An important aspect of developing a long-term employer branding strategy is to consider what the working world will be like in the future.
The employment relationship is in the process of undertaking one of the most radical shifts since the industrial revolution. While the fundamental relationship of the employee providing work in exchange for money which enables him or her to live has not changed – competitive salary and benefits ranks as the number one criterion employees look for in the Randstad Award – both employers and employees are demanding more from the working relationship.
Interesting job content and good work-life balance are trends that have been important for some time. A trend that is quietly but steadily growing in importance is an employer’s commitment to the environment.
Gen Y has no concept of the world without digital communication
And it's emerging trends that will be the key to shaping both the employer brand and the employer value proposition (EVP) over the coming decades.
It’s worth considering that Generation X, which makes up the majority of senior management today, started their careers before the advent of the internet and email; the younger members of Generation Y (Millennials) have no concept of the world without digital communication.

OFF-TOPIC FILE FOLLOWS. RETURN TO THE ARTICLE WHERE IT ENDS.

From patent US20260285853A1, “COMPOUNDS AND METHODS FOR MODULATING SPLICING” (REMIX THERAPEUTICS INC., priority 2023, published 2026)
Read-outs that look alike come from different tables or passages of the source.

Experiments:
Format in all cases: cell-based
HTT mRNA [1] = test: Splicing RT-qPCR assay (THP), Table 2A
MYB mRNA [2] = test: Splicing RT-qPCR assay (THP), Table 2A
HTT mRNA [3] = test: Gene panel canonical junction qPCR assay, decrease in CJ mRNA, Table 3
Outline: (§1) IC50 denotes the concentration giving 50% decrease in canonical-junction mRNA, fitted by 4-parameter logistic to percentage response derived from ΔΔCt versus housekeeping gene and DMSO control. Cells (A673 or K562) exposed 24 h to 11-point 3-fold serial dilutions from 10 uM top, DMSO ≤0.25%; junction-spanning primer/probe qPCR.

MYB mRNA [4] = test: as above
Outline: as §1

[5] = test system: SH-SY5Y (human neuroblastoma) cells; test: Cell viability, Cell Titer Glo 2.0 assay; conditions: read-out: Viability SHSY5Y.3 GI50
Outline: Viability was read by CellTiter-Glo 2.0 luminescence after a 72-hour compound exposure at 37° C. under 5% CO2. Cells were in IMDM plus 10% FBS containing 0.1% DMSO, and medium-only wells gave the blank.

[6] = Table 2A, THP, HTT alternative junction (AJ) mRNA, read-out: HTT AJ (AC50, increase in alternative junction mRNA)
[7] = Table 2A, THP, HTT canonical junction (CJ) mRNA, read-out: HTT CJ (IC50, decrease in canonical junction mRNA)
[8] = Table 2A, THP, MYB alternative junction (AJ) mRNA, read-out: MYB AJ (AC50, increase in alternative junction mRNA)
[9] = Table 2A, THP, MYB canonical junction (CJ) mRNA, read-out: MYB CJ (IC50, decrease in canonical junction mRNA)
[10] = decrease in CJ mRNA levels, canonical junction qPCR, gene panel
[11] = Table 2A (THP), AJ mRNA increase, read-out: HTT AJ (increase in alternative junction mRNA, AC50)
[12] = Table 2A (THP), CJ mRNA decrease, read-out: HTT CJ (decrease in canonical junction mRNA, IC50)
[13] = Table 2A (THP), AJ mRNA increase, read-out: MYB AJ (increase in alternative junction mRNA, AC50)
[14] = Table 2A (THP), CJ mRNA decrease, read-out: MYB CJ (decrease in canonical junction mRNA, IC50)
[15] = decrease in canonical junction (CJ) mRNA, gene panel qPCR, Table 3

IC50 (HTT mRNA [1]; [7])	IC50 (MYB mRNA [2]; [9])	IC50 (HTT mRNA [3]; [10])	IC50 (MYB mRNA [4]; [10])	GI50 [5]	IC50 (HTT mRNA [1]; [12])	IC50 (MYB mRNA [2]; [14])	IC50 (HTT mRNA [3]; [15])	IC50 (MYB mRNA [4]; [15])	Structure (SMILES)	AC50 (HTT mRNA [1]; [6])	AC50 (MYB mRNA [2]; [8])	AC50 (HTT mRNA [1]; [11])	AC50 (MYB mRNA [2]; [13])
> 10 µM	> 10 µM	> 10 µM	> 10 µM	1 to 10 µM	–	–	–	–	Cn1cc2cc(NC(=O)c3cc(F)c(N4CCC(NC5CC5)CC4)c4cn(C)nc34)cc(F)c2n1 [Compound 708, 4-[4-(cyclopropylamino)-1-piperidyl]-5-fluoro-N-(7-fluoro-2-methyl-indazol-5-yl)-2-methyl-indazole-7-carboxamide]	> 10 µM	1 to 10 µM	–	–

Just as those who are just beginning their working lives now would not recognise the workplace Generation X started their careers in, it is doubtful that the generation that begins work in 2050 will recognise the workplace of today.
Changing technology is only one of drivers behind changing perceptions towards the world of work.
we are already seeing the shift from generalisation to specialisation
In her research exploring the future of work Lynda Gratton also cites the needs of a low-carbon economy, increasing globalisation, changing demographics including increased longevity, and social changes.
To some extent, we are already seeing the shift from generalisation to specialisation as employees take responsibility for developing their skills and employers seek candidates with mastery in their field – social media marketing is a good example of such an emerging specialisation.
Equally, flexible working has already been legislated for and the onus will be on employers to make it a reality. But many of these drivers will encourage other shifts and innovations.
Not all of these will be successful but the increasing need for employers and employees to work together to shape the world of work is likely to become part of the psychological contract and therefore will be central to the employer brand.
The first step in any such change is to understand where we are now and the direction of travel, which is what the Randstad Award survey seeks to provide.